White’s book is written in form of an encyclopedia. Over the course of the whole book he states hundreds of historical facts and supports them by evidence. This makes it rather hard to define the main arguments of the book. One of the main arguments of White, I believe, is the one that alcoholism should be treated spiritually. Treatment is the only way to overcome this disease, the way it is to overcome any other disease. However, he believes that while AA centers were successful in the past, today they are over-popularized and attended by people who are not willing to take it seriously (p. 278, 1998). Still, in no way White agrees that the disease theory was invented by AA. Finally, White argues that the extent of liquor industry involvement in the modern alcoholism movement is rather insufficient.
To support his position White uses the knowledge he has acquired while working in the field. On top of that White presents a tremendous literature review on the topic of alcoholism and its treatment over the centuries. This book is White’s twenty years of work product. The arguments White makes are well supported by his research. His arguments about AA and its position today are supported by the first person insight into the current situation.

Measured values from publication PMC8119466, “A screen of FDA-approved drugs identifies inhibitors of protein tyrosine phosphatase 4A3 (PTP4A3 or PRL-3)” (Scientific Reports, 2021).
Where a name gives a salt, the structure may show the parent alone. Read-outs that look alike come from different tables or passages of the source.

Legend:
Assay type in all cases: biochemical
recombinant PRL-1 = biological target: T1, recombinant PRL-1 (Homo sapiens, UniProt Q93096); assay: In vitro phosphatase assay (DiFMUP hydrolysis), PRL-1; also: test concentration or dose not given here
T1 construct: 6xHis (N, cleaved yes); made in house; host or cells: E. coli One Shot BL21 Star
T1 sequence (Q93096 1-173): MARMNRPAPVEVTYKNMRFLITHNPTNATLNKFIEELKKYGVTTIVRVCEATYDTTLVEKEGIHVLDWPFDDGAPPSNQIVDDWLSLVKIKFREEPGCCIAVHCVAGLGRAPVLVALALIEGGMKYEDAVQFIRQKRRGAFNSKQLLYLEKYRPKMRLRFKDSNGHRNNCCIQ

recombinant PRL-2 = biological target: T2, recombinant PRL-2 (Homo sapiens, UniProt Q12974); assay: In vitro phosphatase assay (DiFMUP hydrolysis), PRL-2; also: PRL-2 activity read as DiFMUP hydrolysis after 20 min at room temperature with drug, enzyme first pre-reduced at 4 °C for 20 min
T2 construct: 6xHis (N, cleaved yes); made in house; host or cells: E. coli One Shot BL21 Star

I agree with the information presented in the book. There are several reasons to it. First of all, it is clear that the author possess deep knowledge of the concept. When his knowledge is supported with historical evidence, his arguments become even more noteworthy. I must emphasize that the amount of research White has carried out for the book is remarkable. Almost four hundred pages of the book are simply filled with facts and quotes from various literary sources. This, of course, positions this book as a reliable and trustworthy source.
I do agree with his opinion that today AA has become something it should have never become. Most of the people going there are forced to do so by their bosses, spouses, etc. These people do to recognize that they have a problem, thus they are reluctant to participate in the AA activities. This prevents members that recognize that they have problems to solve them.
Finally, it must be said that all White’s arguments seem reliable to me because he seems to be honest. At times he might be too emotional, though not in a slogan-way. Thus, I cannot but agree to his argument that an organization should not try to change one or help one become someone else. Rather it should strive to create atmosphere, in which one would want to change.